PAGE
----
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VOLE XVIII. FRA1KLIN, PARISH OF ST.IIARY, (ATTAKAPAS,) LOUISIANA. JULY 7 3. NBER .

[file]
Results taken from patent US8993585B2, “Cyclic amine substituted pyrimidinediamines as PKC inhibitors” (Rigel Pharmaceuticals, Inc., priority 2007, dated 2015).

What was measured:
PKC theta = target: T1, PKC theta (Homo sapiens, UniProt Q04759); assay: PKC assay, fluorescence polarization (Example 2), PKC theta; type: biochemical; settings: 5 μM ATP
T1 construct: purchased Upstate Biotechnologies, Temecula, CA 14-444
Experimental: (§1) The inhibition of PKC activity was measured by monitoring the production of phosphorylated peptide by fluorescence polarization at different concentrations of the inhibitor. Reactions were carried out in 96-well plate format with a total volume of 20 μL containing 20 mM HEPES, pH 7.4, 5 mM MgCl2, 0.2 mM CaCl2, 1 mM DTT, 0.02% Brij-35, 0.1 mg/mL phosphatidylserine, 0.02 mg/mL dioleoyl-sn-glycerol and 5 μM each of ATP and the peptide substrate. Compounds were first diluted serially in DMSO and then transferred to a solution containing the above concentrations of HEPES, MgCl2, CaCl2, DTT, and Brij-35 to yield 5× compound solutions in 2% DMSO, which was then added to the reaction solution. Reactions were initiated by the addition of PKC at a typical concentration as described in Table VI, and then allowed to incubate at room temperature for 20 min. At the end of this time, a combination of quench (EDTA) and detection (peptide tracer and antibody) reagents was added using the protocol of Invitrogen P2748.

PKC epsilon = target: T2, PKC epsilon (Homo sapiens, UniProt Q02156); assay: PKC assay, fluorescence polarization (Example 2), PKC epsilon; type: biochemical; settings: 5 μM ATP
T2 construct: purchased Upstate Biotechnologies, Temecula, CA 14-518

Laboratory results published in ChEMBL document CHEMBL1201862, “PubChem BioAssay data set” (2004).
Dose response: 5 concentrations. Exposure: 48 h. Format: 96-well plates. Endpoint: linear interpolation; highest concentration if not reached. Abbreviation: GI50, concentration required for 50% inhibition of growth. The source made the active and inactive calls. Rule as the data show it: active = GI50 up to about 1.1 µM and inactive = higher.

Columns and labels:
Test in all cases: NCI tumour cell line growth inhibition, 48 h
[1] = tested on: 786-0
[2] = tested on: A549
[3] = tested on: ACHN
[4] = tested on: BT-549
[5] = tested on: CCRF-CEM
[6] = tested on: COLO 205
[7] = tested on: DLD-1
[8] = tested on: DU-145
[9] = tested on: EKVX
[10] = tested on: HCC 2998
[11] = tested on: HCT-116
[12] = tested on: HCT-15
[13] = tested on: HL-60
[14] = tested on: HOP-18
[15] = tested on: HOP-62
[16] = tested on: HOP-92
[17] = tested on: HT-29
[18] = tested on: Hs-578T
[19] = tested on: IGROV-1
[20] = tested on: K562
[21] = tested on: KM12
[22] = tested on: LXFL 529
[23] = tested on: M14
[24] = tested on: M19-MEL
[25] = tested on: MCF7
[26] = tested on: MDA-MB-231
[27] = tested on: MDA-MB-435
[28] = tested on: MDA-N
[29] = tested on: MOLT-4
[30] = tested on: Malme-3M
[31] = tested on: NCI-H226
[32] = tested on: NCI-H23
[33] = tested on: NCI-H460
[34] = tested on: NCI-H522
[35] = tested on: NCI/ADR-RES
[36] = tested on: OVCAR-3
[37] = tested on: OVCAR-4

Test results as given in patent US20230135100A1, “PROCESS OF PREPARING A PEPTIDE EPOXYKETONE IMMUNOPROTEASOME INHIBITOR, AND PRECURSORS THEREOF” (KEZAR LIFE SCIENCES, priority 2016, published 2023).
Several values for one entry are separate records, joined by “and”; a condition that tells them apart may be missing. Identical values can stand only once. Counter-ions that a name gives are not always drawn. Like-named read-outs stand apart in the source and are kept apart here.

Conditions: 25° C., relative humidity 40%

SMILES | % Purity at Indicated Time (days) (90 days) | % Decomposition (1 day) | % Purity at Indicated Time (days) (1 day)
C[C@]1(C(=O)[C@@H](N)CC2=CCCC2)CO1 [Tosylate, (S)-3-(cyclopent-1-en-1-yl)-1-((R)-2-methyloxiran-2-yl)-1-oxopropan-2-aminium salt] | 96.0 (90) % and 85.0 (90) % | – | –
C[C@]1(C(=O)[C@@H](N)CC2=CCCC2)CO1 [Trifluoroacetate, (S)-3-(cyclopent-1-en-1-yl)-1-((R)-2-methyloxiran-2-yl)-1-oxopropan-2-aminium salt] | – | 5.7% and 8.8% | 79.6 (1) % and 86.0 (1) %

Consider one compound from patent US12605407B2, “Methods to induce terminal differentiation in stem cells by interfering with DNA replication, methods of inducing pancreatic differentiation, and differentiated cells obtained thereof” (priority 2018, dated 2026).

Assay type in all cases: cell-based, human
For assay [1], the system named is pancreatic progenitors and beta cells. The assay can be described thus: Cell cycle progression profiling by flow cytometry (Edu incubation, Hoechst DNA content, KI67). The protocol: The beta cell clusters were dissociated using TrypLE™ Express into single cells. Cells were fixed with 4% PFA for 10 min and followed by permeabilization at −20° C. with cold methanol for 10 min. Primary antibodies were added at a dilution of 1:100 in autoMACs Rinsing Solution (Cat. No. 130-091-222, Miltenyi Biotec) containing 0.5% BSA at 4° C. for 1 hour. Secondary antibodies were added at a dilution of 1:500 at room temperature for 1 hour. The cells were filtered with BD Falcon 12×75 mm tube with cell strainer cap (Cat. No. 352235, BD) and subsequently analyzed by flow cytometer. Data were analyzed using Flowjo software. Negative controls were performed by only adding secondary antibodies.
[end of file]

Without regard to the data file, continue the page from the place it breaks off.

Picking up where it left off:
S·IIE gla ~--- T~--- -----;-- --- -------- -- -~ - - - -- ---- VOLUBIE VI¥III. FR.A.NKLIN, PARISH OF ST, MARYP, (ATTAKAPAS,) LOUISIANA ..... JULY 7, 18 58. nUMBER SO. m· mm mmu in • . ... mam `THE POETS' CORNER. BENEVOLENCE. A benevolent man was Absolem Bess, At each and every tale of distress le biased right up like a rocket; He felt for all who 'neath poverty's smart Were doomed to bear life's roughest part He felt for them in his inmost heart, But never felt in his pocket. Yet all said he was an excellent man; For the poor, he'd preach, for the poor he'd plan Tobetter them he was willing : But the oldest one who had heard him pray, And preach for the poor in a pitiful way, Couldn't remember, exactly, to say He had ever given a shilling. Oh, am excellent man was Absolem Bess, And the world threw up its hands to bless, Whenever his name was mentioned. But he died one day, he did and O ! He weat right down to the shades below, Where al are boeand, I fur, to go, Who are only good intentioned. SELECTED. The Poor Lawyer. The Knickerbocker Magazine," some 'years ago, contained Washington Ir ving's "Eearly Experience of Ralph ,Riagwood." This exciting story was well termed by the editor "a soecies of Mountjoy of the West," for the lovers 'of Ralph Ringwood are scarcely less .poetical than those of Mountjoy him -self. Here is the first introduction to 'the lovely maiden who was to have so greatan influence on his after life: '" I had taken my breakfast and was "waiting for my horse, when, in passing -up and down the piazza, I saw a young .girl seated near the window, evidently -a visitor. She was very pretty, with 'auburn hair, and blue eyes, and was dressed in white. I had seen nothing -of the kind since I had left Richmond; at that time I was too much of a boy tto be struck by female beauty. She was so delicate and dainty looking, so different from the hale, buxom brown utrls of the woods-and then her white dress! it was so dazzling! Never was a loor youth so taken by surprise, and suddenly bewitched. My heart yearn ed to know her, but how was I to accost ter? I had grown wild in the woods, and had none of the habitudes of po lite life. Had she been like Peggy Pugh, or Sally Piman, or any other of say leathern dressed belles of the pig eun-roosts. [ should have approached ter without dread : nay, had she been as fair as Short's daughter with their oeoking-,.lass lockets, I should not have tieitatel; but that white dress, and those auburn rinzlets, and blue eyes and delicate looks, quite daunted while they fascinated me. I don't know what pet it into my head, but I thought, all et once, I would kiss her. It would take a leng acquaintance to arrive at such a boon. but I might seize upon it by sheer robbery. Nobody knew me here. I would jest step in and snatch a kiss, maunt my herse and ride off. She would not be the worse of it : and that kiss-oh, I should die if I did not get itn I gave no time for thought to cool. but entered'the house and stepped light ly into the room. She was seated with her back to the door, looking out of the window, and did not hear my approach. I tapped her chair, and as she turned and looked up, I snatched as sweet a kiss as ever was stolen, and I vanished isa twinkling. The next moment I w.ase. horseback, galloping homeward, f mfry kwart tiagling a) what I had After a variety of atinsing adven. ua., R],igwood attempts the study of awr, in a" obseare settlement in Ken tcklhere he delvyd night anti day. i paruees his stndies, occasionally lesat a debating sceiety, and at h bgecomes quite a genius, and a Sa the eyes of the married la tvL village. diL ulr to take tea eae evening With - rue it these ladies, whein to my itud somewhat to my confue Sinbud 'with her the idenrtical heaugy whom I hbi auda *'I was fonmally inteo ar, but afither of 'as betaty . of previous aeqaaintanee b th ih to the eyes. While g dy, the. lady oef the it of the rooP' to give ad' left n' alene. lr t I situation! lie eitte e I st din the deepest it *s'pt . ItWdb u aeessity 1 bict t b ofthe ` e t .ttee h t -ta'td. gi `-t forsd I ad l kl desperatel Upsor, abEtomtit r'Op butetib 1 t, f'. wi·*W2_o S"This very autumnI was admitted to the bar, and a month afterwards was married. We were a young couple she not much more than sixteen and I not quite twenty-and both almost without a dollar in the world. The es tablishment was well suited to our cir cumstances; a low house with two small rooms, a bed, and a table, a half dozen chairs, a half dozen knives and forks, a half dozen spoons-every thing by the half dozen-a little delph ware, everything in a small way; we were so poor, but then so happy. We had not been married many days when a court was held in a country town, about twenty-five miles distant. It was *ecessary for me to go there, and p* 'myself in the way of business -but how was I to go? I had expend ed all my means on our establishment, and then it was Lard parting with my wife so soon after marriage. However, go I must. Money must be made, or we would soon have the wolf at our door. I accordingly borrowed a horse, and borrowed a little cash, and rode off from my door, leaving my wife stand ing at it, and waving her hand at me. Her last look, so sweet and becoming, went to my heart. I felt as if I could go through fire and water for her. I arrived at the country town on a cool October evening. "The inn was crowded, for the court was to commenceon the following day. I knew no one, and wondered how I, a stranger, a mere youngster, was to make way in such a crowd, and to get busine:ss. The public room was throng ed with all the idlers in the country, who gather on such occasions. There was some drinking going forward, with a great noise and a little altercation. Just as I entered the room, I saw a rough bully of a fellow, who was partly intoxicated, strike an old man. He came swaggering by me, and elbowed me as he passed. I immediately knocked Lim down, and kicked him in to the street. I needed no better intro duction. fn a moment I had half a dozen rough shakes of the hand and in vitations to dri.nk, and found myself quite a personage in this rough assem blage. The next morning the court opened -- took my seat among the lawyers. but felt as a mere spectator, not having any idea where business was to conic from. In the course of the morning a man was put to the bar, charged with passing counterfeit money, and was asked if he was ready for trial. He answered in the negative. He had been confined in a place where there were no lawyers, and had not had an opportunity of consulting any. He was told to choose from the lawyers present. and be ready for trial on the following day. He looked around the court and selected me. I could not tell why he should make such a choice. I, a beard less youngster, nnpracticed at the bar: perfectly unknown. I felt diffident, yet delighted, and could have hugged the rascal. Before leaving the court, he gave me one hundred dollars in a bag, as a re taining fee. I could scarcely believe my setses, it seemed like a dream. The heaviness of the fee spoke but lightly in favor of his innocence-but that was no atfairof mine. I was to be advocate, not judge or jury. I followed him to the jail, and learned from him all the particulars of the case; from thence I went to the clerk's offie.e and took minutes of the indictment. I than examined the law on the sebject, and prepared my briet.in my room. All this occupied me until midnight, when went to bed and tried to sleep. It was all in vain. Never in my life Was I more wide awake. A host of thoughts and fancies kept rushing through msy midl : the shower of gold that had so unexpectedly fallen into my lap, the idea of my poor little wife at home, that I was to astonish with my good fortune! But the awful responsi bility I had undertaken, to speak for the lirst time in a strange court., the ex peetations the onlprit had formed of my talents, all these, and a crowd of simi lar notipns, kept whirling through my mind. "I tossed about all night, fearing ttie mooing would find me exhaustedt and imcompetent-in a word, the day i dawned on me a miserable fellow. i I got up feverish and nervous. I walfed out before breakfas, striving to collect my thoughts, and tranquaIize my feelings. It was a bright morning -I bathed my 6irehead and my hian.ds in a beautiful runaing ustream, ebut 1 could not allay the fever heat that raged. within.. I returned to breakfast but could not eat. A stapge cu of coffee formed my repast. It. was time to. o to court.: 1went there with a tibi -,heart. I believe if it "had iot bIn for the theughts of mynlittle ife.ini her.losely house, I should have giv .bsk the mat tis hundred dol lnrlsnd relinquiksitd the cause. I took iiy seat looking, I am convinced, more like a i [irit thaththe roge.eI was to defend.' 'Amaen the time oamefro me to speak, my hearuied within me.. 1 rose em b , dsAisasyed, and stammer .tdl pealmg y< cause. I'-weatin from da twee, and feitas if liwas going dowe hilL, Jast then the public pros eosnesm umwson taleo ts*hsoeme whatmgh in his:pratide, mades.sar amstieaica-asak on- sometbi g I bad susd .-kwas ikeaas elesiiespark, and sie=ging,throegh seey vein in sly body : I ainstant . didesace was gpne-obele spirt twamna anmas * Sanswered with prlopntesatoblýit ness, for. I felt the.analty of such an sion. I reneweeuy argp dn* w!bt W fearful glow, carried the cause triumph antly, and the man was acquitted. This was the making of me. Every body was curious to know who this new lawyer was, that had so suddenly risen among them, bearded the Attorney General at the very onset. The story of my debut at the inn on the preceding evening, when I had knocked down a bully and kicked him out of doors, for striking an old man, was circulated with favorable exaggeration. Even my beardless chin and juvenile coun tenance was in my favor, for the people gave me far more credit than I deserv ed. The chance business which occurs in our courts, came thronging upon me. I was repeatedly employed in other causes, and by Saturday night, when the court closed, and I had paid my bill at the inn, I fund myself with one hundred and fifty dollars in silver, three hundred dollars in notes, and a horse that I afterwards sold for two hundred dollars more. Never did a miser gloat more on his pelf and with more delight. I locked the door of my room, piled the money in a heap upon the table, and walked around it-sat with my elbows on the table, and my chin upon my hands, and gazed upon it. Was I thinking of the mnoney? No-I was thinking of my little wife and home. Another sleepless night ensued, but what a night of golden fancies and splendid air castles. As soon morning dawned, I was up, mounted the bor rowed horse with which I had come to court, and led the other which I had received as a fee. All the way i was delighting myselt with the thoughts of surprise I had in store for my little wife; for both of us had expected no thing but that I should spend all the money I had borrowed, and should re turn in debt. Our meeting was joyous as you may suppose; but I played the part of an Indian hunter, who, when he returns from the chase, never fora time speaks of his success. She had prepaLed a snug little rustic meal for ine, and while it was getting ready, I seated myself at an old fashioned desk in one corner, and began to count over my money and put it away. She came to me before I had finished, and asked me who I had collected money for. "Fur Myself, to be sure," replied I with affected coolness; " I made it at court." She looked at me for a moment in the face incredulously. [ tried to keep my countenance and play the Indian, but it would not do. My muscles began to twitch-my feelings all at once gave way, I caught her in my arms, laughed. cried and danced about the room like a crazy man. From that time forward we never wanted money." Amusing Anecdote.-A scrawl is the perfection of modern penmanship, on which many individual value them selves. Speech, Talleyrand remarks was given to man to conceal his thoughts; a plain and honest man would have said that it was rather given to express thought. So with let ter or business writing. It seems, in the philosophy of some. that writing was invented to puzzle readers, rather than anything else. I knew an eminent physician in Philadelphia, who was notorious in this respect. On a certain occasion. having an unusually bad pen, he wrote a re cipe which was taken to the apotheca ry who usually made up his prescrip tions; which the boy to whom it was handed could not, with all his effoits, decipher. He gave it to his principal, who was also at fault. The message was sent back to the physician who wrote it. The whole case had passed out of his mind, and after repeated scrutiny, he was obliged to confess that he could not read it. In this dilemma, he inquired into the case of the invalid, and as soon as he was able to identify the man and his sickness, the prescrip tion became perfectly legible, and be ing read off to the messenger, and by the messenger to the apothecary, the patient got his medicine. An anecdote, somewhat similar, is told of our fellow-citizen, Mr. Long worth. He wrote an order for his car penter to get a supply of shingles, who sent it by the drayman to the lumber yard. The lumber man failed to de cipher it, and inquired of the drayman what the order was for, and who sent it. The drayman knew who had written it, but had net been told what it was for. In this difficulty the drayman returned to Longworth, and said that they could not read the order at the board-yard, and asked him what he was to get.- Mir; L. put on his spectacles, and pored it over very deliberately. but with equal ill success. " Did I write this ?' at last he inquired of the drayman.- "I *ippose so," was the reply, '- for you hand it to me." "Well,. said he, "I dsubt it. I can't read a word of it, at asy rate. Don't-you know what it is for?" The drayman answered, of course,L No;" and it was not until the arpe4nter came to dinner, and inquired th ee.shiigles, that Mxr. Longworth was able to ascertain the purport of the order. Pulling it out of his poeket book. and re-perusing it "The man," sald he, '*dben't know how to read fie thousand shingles--it's as.plain as words can make it." .J;sa. Balwin, of the United States Supnie Court, was another individual of th. class of writers. During the agitast of the tariff questiOn, in 1816, he-ts ,a msaember of Congress from .4gohpy .tdl&Butler districtsin Pen. srIivajti an generally wrote home to his constitaency at Pittsburg twice a week, to advise its progress. When a letter, of this kin' came, a gengral gathering was held of his intimates, each being expectejl to contribute a large share to the deciphering. Having often witnessed this, I can safely aver that I ever knew a letter of his read through, short of the laboxsof five indi viduals, at least. Rlinc;nnati Advertiser. Singular Courtship of Great Men. BY ASON O FAUSr. Ii, my ycung friend. you desire to become the husband of a good wife do not "stoop to conquer" the maiden. rather be burnt by the slow fire of love concealed, than cringe before a fellow creature. Never flatter. That you de clare yourself a woman's lover is a proof that you believe her to be worthy ofesteem. It is both useless and wrong to talk to a woman of her virtues-I use the word in its largest acceptation -useless, because she knows them all, and if she does not such ignorance is bliss; wrong, because our good quali ties are attended by a destroying devil; which if you speak of them, appears and kills them and takes the place which they occupied. In our times all women when in love are actresses; thby feign coldness which they do not feel, and often say what they do not mean. In the (lays of the partriachs a woman's conduct was the child of hei heart. When, for example, the father of Rebekah asked her if she would go with the servant of Isaac, she immediately replied, -"I will go." Had she been a daughter of the 19th century she would, 1 believe have answered in this manner, " Oh, pshaw ! go with him ? why, Mr. Isaac must be sick. Go with him !. Of course, I won't:" and then-she would have gone with him. That woman can be gained without flattery I purpose to demostrate by se veral historic proofs: I.-WILLIAMI TiHE CONQUEROR. William, surnamed the Conqueror of England, loved Matilda the beautiful daughter of the Earl of Flanders, a wealthy, potent and politic prince. As a statesman he was desirous for a league with the father: as a man he yearned for a union with the daughter. She was comely and learned, "a mirror of prudence and perfection of virtue." She was sought in marriage by the greatest sovereigns in Europe. Wil liam was a handsome man, an able le gislator and a warrior of renown. But his addresses were coldly received. For Matilda was enamored of a young Angio-Saxon nobleman-who treated her as she treated William! For seven years did he serve an apprenticeship to Cupid at the expiration of which, says Agnes Strickland. he, in 1047, waylaid Matilda in the streets of Bruges as she was returning from Mass.; seized her, rolled her in the dirt, spoiled her rich array, and not content with these outrages, struck her repeatedly and then rode off at full speed. This Teu tonic method of courtship brought the affair to a crisis; for Matilda, either convinced of the strength of William's passion by the violence of his behavior. or afraid of encountering a second beat ing, consented to become his wife. How he ever presumed to enter her presence again after such a series of enormities the chronicler saith not, and Strickland (being a woman) says she is at a loss to imagine. "'The marriage between the royal cousins took place in 1052,at William's own Castle of Agni in Normandy, whi ther Matilda was with great pomp con ducted by her illustrious parects aud a noble company of knights and ladies." -Lives of the Queens of England, vol. i. This unflattering rsodle of " spark ing" is not yet extinct. It exists among the aboriginal inhabitants of the Australian group-which has been justly styled - the country of contra dictions." Their treatment of the fe male sex, says Dr. Hugh Murray in his Encyclop(edia or Geography, is of all other particulars, the most atrocious. Their courtship consists in the most brutal violence. The intending hus band, having contrived to find alone the unhappy victim of his inclination, begins by beating her to the ground with a club; then accumulates blows upon blows till she becomes altogether senseless, when he drags her to his hovel, regardless of her striking against shrubs and stories, till under such prom ising auspices she is fixed in his do mestic establishmen. All of their sub sequent life is of a piece with this out set. Several of the colonists in vain attempted to count the scars with which the faces of these unfortunate beings were variegated. A Will Case.-A case was recently tried in Montgomery county, Pa., in which Judge Smyser ruled that an attempt to sign a will-death occurring to prevent the signing-is sufficient to sustain the will. In this case the de cedent had commenced his name by writing the letter P., when he sank back exhaq ted, and died in ten min ates. Mr. G. F. Lewis, the clever anu thor and critic. and editor of theLon don Leader, accounts for the " table moving " phenomenon on the ground of unconscious muscular action in the parties trying the experiment. ( Things are pretty evenly di vided, after all. The poor man has no nioney, while the rich man has no ap petite. The former lives in dread of the alma outlse, and the latter of dys. pepsiaand white pine pudding. Who's ahead ? BUSINESS CARDS. C. H. MINGE & CO., COMDISSION MERCHANTS, MOBILE, ALA. Refer to RrcHAF.D ~VILKINs, Franklin, La. Q7: We will accept, payable in New Or. leans at sixty days, for half the market value of Sugar or Molasses, accompanied by bill of lading and invoice. N. B.-Shipments to us covered by insurance. [44-6-n ('. H. MINGE & CO. .1. SANDS. LOUC~ DtS'RAND SANDS & CO., COMMISSION MERCHANTS, MOBILE, ALA. 7 Particular attention given to thl sale of Sugar and Molasses. All consignments to us are covered by insurance. 45-6m J H. MORRISON & CO., Vlholesale Gro seers, No.1, corner of Canaland Customhouse streets. New Orleans. A large and general as sortruent of GROCERIES for sale for cash or city acceptances. E7-. Country merchants and planters are re spectfnlly invited to give us a call. 1--1 KENNEDY & FOSTER, No. 75 Tchoupitoolas street, jNEIV ORLEANS. IAVING transferred our business to the I house of KENNEDY & Fosmt:, all cousign ments of Sugar, Molasses, &c., and orders for suppiies, from our friends to their address, will be under the management anid receive the undi vided personal attention of JAS. B. WITTER, who is also authorized to settle the affairs of the late firm of WITEr & .I BROTHSER. JAMES B. WITTER B. M. WITTER. New Orleans, Sept. 1, 1S32. BENJAMIN F. SHiELDS & CO., Commission Merchants & Sugar Brokers, No. 68 Magazine Street, NEW ORLEANS. Rfr:renccs-Messrs. Carlin, Parish 0. & N. Corney, of Capt. A. L. Fields, St. Mary, 49-6r, John L. liudgens, Esq. La. BENJAMIN F. SHIELDS & CIE.. MARCHANDS COMMISSIONNAIRES ET COURTIERS DE SUCRE, Rue Magasin, No. R8, NOITVELLE OR LEAN-S. S adressez h-MM. Carlin, ] Paroisse O. & N. Corney, Se. Marie Capt. A. L. Fields, Ste. .arie, John L. Hudgens, J Building Materials & Naval Stores Constantly on hand and for sale in lots to suit purchasers-such as Lime, Ce ment, Plaster of paris, Tar, Pitch, Ro sin, crude and spirits of Turpentine, Plastering Hair, Oakum, Fire Bricks, and Bfuilding Mate rials in 'eneral. N.B.--Particular attention is directed to an article of Sugar Line, superior to any in the market. te Country orders promptly filled at the lowest market rates. A. B. BACON. 10 Gravier street, (between Tchoupitonlas and New Levee) 4 Nv:w OR)LEANS. JOHN HALL. E. W. RODD. HALL & RODD, Commission and Forwarding Merchants, No. 41 Front Levee, (6etarvln CUustomnlwose raul BSte'iulests.) .NEW ORLEANS, GIVE their particular and personal attention to the sale of Stuar, ilfolasses and Cotton, as well as to the purchase of Plautation Step plies, Groceries, &c. New Orleans, Jan. 215, 1E13. S2 L CAMP STREET. , g 1 2....NEW ORLEAXNS ...92 MARQUETTE & NIMMO, DEALERS I. Family, Boat and Ship Stores, Of Every Description. CHOICE BUTTER, Cheese, Teas, Sugars, Coffece Rice, Flour, Hams, Pork, Beet, Ba con, Lard, Raisins. Currants, Figs, Candies; also, Boston, Soda and Butter Biscuits; Pickles and Preserves, Soap, Starch, &c., together with choice old Brandies, Wines, Liquors, &c., in quantities to suit purchasers. .Cr Nuts and Fruits of all kinds. 10f-5m PAPER & STATIONERY WAREHOUSE No. 57 CAMr STREET, NEW ORLEANS. PAPER AND STATIONERY Of every description. Writing, Printing & Book Paper, Playing Cards, Printers' Cards and PRINTING INK. BLANK BOOKS OF ALL KINDS, And a general assortment of Foreign and Domestic Statisery, Adapted to every branch of the trade. HENRY L. POTTER, 4 No. 57 Camp street, New Orleans. OHIO FIRE& MARINE INSURANCE CO. Capital....$200,000. DAVID PAGE, PRES....J. H. BUCIIANAN1 SEC T. T HIS seenrely established company, with the most ample moans for the protection of its Policies, is now prepared to take F re and Ala rie Risk-.s on the most liberal termns, at their branch office, No. 0 Comnunon street, corner of Camp, over W. W. White's banking horse. JOHN A. G. FISHER, Agent. New Orleans.. an. 30, 18-3. 4 NELVILLE & 00. IANUFACTUREI. AND TMtPOZ1RS OF FINE WATCHES AND JEWELRY, SIL VER SPOONS, FORKS, LADLES, GOLD AND SIL VER SPECTA'C LES, CLOCKS, PENS, &c. ik 9 Canal Street, near Camp, NEW ORLEANS. N. B.-Watches, Clocks and Jewelry eare fully repaired and warranted. C Office No. 17 Maiden Lane....Manu factory, No. 481 Amity street, New York. New Orleans. May 19. 1853. ly. New Spring and Sum er Clothing! W Ef are now openinga very large in and as'hionable asortmeat of Gentlemen's Spring and Summer Clothing, just received from the manufacturers at the North, which will enable us to put them at very low prices. We devf competition in this line. either in price or quality S. SMITH &d SON. MINERAL PAINT. Bridgewater Paint Company, I HAVE been appointed Agent lot the county I of Attakapas, for the sale of the above Paint. It can be had of me in any quantities,either dry or in oil, at Pattersonville; of William P. Allen, Franklin; or of John Devalcourt, New Iberia. C. B. G. WHELDEN. Pattersonville, Sept. 10, 1552. Certificate of Capt. St. Clair ThJomass)o of the steamer Mfagnolia. Having painted the hurricane deek of the passenger steamer "Moagnohia," under my com mand, with the Bridgewater Paint, I cheerfully recommend it for its impervious qualities, and have no hesitation in pronouncing it superior, in my judgment to any mineral paint before the public, and believe it to be a certain protection against the effects of sparks and cinders. I has also proved entirely waterprool on my decks after three mouth. use. ST. C. TIIOxMASsoN. New Orleans, Dec. 2. 18551 Certificate of Capt. Wlilliam Brouwn, of the Torr oat Porpoise. l.have used the Bridgewater Paint, for which Messrs. G. C. Robert & Co., are agents, on the hurricane desk of the towibot "Porpoise. - The paint has been on about three months, and spark's and cinders constactly fialing upon it has had no effect whateeer. In sbdtit four weeks it became a perfect slate, and I am satisfied of its possessing all the qualities necessary to insure it a certain protection against the effects of sparks and cinders. I confidently recommend the Bridgewater paint for the purpose set forth in the Agept's circular. Wa. B~ owa. New Orleans, Feb. 4, 182. Certifiare of the mlanuraers and Agents of Lmisiana Dry Dock C'opany. Having had the Louisiana Dry Dock painted with thl Bridgewater Paint, and its merits thoroughly tested, we fully concur in oplnion with Cipt. Thomasson. of the Magnolia, and Capt. Brown of the Porpoise. We cheerfully recomnend said paint as a superior article. HIGHEs, VALLETT & THOMAS. L- D.D. J. '. W rTsmiR & Co., Agents. New (rleans, Feb. 4, 18-32. Cortifrate of Joseph Benson. Paintt5. I hale used the Bridgewater Paint for the past five rronths on brick and plastered buildings, and os tin, shingle and canvass roofs, and in every instance it has given the fullest satisfac tion. From tests and experiments made under my immediate direction, I can testify to its being proot igainst effects of sparks and cinders, andsa protestion against leaks. I consider it far supe rior to any mineral paint I have ever seen, and invaltable for all out-door purposes-possessing qualilies that particularly recomnmend it for ass in a southern climaee. J.OSEPH BE.-soi. New Orleans, Feb. 6f 1852. C'ri.rat o. .f Joa ,:. .I.irr, ef AUak.ps. Id Jly last I was iiidot'ie to p pli" the Bridge - water mineral Paint to my Sugar-House, and in every respect it has exceeded my expectations, and the representations made by the Agents, Messrs. G. C. Robert & Co. I cheerfully add my testiniony to the numerous ones embraced in the Agent's circular, and recommend the same to planters and others, as the best fire and water protector I have ever known. Where I have applied it, it has been eiposed to the sun since last July, and has neither blialerpd. or cracked, and has formed a solid metalic surface, which has proved entirely impervious. Jont F. MILLu. New Iberia, Attakapas, March 16, 1852. Underwriters' Certijerate. The undersigned uaderwriters, having confil dence in the Bridgewater Paint, for the covering of single roots and framne buildihgs, will at all times give those tire risks a preference where the Bridgewater paint is used. L. MA'rTHEWS, Agt Sun Mutual Ins. Co. Trios. A. ADAMS, Pres. Cregnt Mut'l " Ew*. OGDE., Agent GeCel Mutual " A. BROTUER; Pres. Home Mdtt'I Ins. J.OHN PE.T.ERTON, Pres. Merchant J. M. LAPREYRE, Pre. N. D. Ins. Caass Bal ,os, Ag't L'pool & London " SAM'L F. AsuroN. Ag t Del. Mutual " The attention of the public is particularly di rected to the following recomimendations of some of our most prominent and extensive commercial firms. The interest of the cotton and sugar fac for is so clearly identified with that of the planter, that it would be superfluous to more than point to the annexed commendation: We, the undersigned Cotton Factors and Comt mission Merchants. do cheerfully recommend the Bridgewater Paint for the purposes set forth is the Agent's Circular; attl believe we are serving the interests:uf Planters by calling their -attentron to its peculiar enduring and protective qualities. W"mRI;II, WILLtAMS . CO. PAYNE & HARiISON. Wa·r & DESATLX.EN. (;EO. M. P clstxAxa & Co. Hut.r., McLEAN & Co. War~t & JONAS. Bvr-ct.iaAN, CArcRot. & Co'. M. CGttENwOOD & Go. In addlition to the testimonials, (which are sutlicient to convince the nmat incredulous of its superior protective qnalities) the Agents have in their pomscissiln numerous certificates from prrties at the North. which may tbe seen on application at theiroflice, among which are those of Brevet Lient. Col. G. H. Talcott. New York Arsenal: R. S. Smith, Lieut. and Quarter master, U. S. Military Academry, West Point; Oliver H. Lee. late sutperintendent (now Secre tary) ofthe Hiudson River Rail Road Company ; D. C. Cullom, Assistant Engineer; New York and Erie Railroad. &'c.. &c. 35 Carriage man efactery & Repamriag The suls.ribr Ihas treored his shop to the inew blilding on Main street, nearly opposite the saw mill of Capt Gates. where he will at all times be pre pared to execute with neatness and despatch all work instrnsted to Iim. His stock of materials is complete and well selected, and he has is his employ workmen of experience in the several branches of the basi Thankful for the liberal patronage heretofore ex,`pded to him by the citizens of St.Mary, the euiscriber hopes, by diligent attention to his busiaese, good workmanship and very moderate charges, to merit its contisnaaee. THOMAS MARTIN. Franklin, Junl Te, 15-92-. s, Wakens, Wheel-Harrs, &c. Stheundermigaed (AgentforBu, S1b y & Litile. of Wheeling, Va.) Srill receiv, as soon as naviation ips Pirn cable, an assortraent ofplantsu U Carta, Wagon., Wheel-Barrow,, and other articlce of th'r rtnauaetnre. Order. are respectfully 4b .iwt d* Uedwil be pr7 ? V, dcd a? PUBLIC LIBRARY ROOMS or THE Tonne Ien's Chritian Ausociation. (Entrance, No.RO Cpmmon stzaet) Third &or. .·.ovwr W: W. WAitZc* Ofj NEW ORLLWIS. N. B.-Contribtnion' of Books, Pamnphka, &O. respecttuflv enfidited D7 Country papers will plras·e cer